Elie Saab’s bridal wear has always been filled with lace, embellishments, elaborate silhouettes, waist-defining belts along with fairytale narratives. But this specific collection moves intricately within that realm to provide something more streamlined and minimalist (compared to the previous collections). Tighter symmetry complemented by craftsmanship of the highest quality is what this collection is about. The collection brims with a new found sense of optimism and modernity. Elie Saab is always evolving as all great designers do.

Maison Francesco Scognamiglio's Diva Allure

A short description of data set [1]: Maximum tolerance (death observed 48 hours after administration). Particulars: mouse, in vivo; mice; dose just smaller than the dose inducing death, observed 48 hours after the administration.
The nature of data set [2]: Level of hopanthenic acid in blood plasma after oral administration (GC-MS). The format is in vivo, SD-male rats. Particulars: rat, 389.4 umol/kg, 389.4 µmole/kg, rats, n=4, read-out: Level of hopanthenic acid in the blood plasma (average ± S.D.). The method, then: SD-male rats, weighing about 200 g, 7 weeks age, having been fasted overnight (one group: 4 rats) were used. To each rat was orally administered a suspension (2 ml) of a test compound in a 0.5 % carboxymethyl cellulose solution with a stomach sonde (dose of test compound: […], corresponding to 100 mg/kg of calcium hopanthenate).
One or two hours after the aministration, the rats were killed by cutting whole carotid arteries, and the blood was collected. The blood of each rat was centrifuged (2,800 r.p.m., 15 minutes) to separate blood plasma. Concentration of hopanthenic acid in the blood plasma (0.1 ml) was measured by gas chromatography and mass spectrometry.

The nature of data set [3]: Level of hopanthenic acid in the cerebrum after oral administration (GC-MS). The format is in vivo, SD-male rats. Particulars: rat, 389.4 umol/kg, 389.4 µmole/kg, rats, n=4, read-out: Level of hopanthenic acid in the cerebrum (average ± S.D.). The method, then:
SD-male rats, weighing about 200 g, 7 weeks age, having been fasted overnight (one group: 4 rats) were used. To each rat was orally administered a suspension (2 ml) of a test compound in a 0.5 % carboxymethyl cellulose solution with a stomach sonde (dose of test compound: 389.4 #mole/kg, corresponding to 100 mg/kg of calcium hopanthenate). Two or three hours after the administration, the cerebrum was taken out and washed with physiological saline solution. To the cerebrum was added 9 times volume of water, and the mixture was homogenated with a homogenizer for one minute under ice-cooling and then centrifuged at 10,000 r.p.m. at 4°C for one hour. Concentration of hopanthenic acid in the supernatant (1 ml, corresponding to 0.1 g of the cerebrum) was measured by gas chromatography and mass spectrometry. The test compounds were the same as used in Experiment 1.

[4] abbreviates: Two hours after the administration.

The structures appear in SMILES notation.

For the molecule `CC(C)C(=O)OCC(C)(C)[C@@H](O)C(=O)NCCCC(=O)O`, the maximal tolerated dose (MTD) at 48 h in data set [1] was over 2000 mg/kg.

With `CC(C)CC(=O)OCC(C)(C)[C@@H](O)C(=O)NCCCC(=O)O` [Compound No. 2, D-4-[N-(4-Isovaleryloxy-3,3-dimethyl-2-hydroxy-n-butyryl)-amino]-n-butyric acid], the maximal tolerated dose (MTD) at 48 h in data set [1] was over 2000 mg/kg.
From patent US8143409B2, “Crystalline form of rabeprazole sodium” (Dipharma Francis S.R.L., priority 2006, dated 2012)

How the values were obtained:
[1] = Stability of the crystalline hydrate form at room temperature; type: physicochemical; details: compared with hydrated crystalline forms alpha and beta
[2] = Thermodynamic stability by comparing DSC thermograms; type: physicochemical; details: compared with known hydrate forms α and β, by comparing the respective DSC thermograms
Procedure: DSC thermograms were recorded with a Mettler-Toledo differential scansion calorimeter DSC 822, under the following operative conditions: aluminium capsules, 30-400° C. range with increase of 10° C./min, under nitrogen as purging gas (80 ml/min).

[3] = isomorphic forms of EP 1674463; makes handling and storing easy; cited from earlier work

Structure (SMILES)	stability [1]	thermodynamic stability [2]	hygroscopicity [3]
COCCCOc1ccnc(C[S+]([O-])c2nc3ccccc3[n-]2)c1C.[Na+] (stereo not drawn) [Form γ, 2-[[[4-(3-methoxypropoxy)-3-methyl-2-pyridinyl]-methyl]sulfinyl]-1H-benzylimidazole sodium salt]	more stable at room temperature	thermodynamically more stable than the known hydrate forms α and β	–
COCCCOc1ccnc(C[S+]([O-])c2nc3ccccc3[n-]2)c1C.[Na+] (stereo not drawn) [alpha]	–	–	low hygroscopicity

by Martha Newhouse

Scognamiglio’s penchant for a sexy, diva-esque allure telegraphed through feminine effervescence of frills and ruffles were on outstanding display for this haute couture collection. To be able to maintain freshness with a sense of whimsy while remaining true to the original form has been Scognamiglio’s more enduring achievement.

Alberta Ferretti and the Call of the Evolved Couture

by Sylvia Mathews

Alberta Ferretti built her empire on the foundation of light and flowy couture. From flexible silhouettes to shinny silk, her work has remained consistent and consistently good. So she would be in no hurry to change things up. But as it is with artists they rarely follow the safest route. And this Haute Couture collection is Alberta’s plunge into the unknown…into the structured silhouettes and more minimalist expressions of joy. All the other things that make her work standout still remain intact making this a collection worth savoring. Evolution always is.

Gucci and the Undying Levity of Standing Out

by Lydia Tan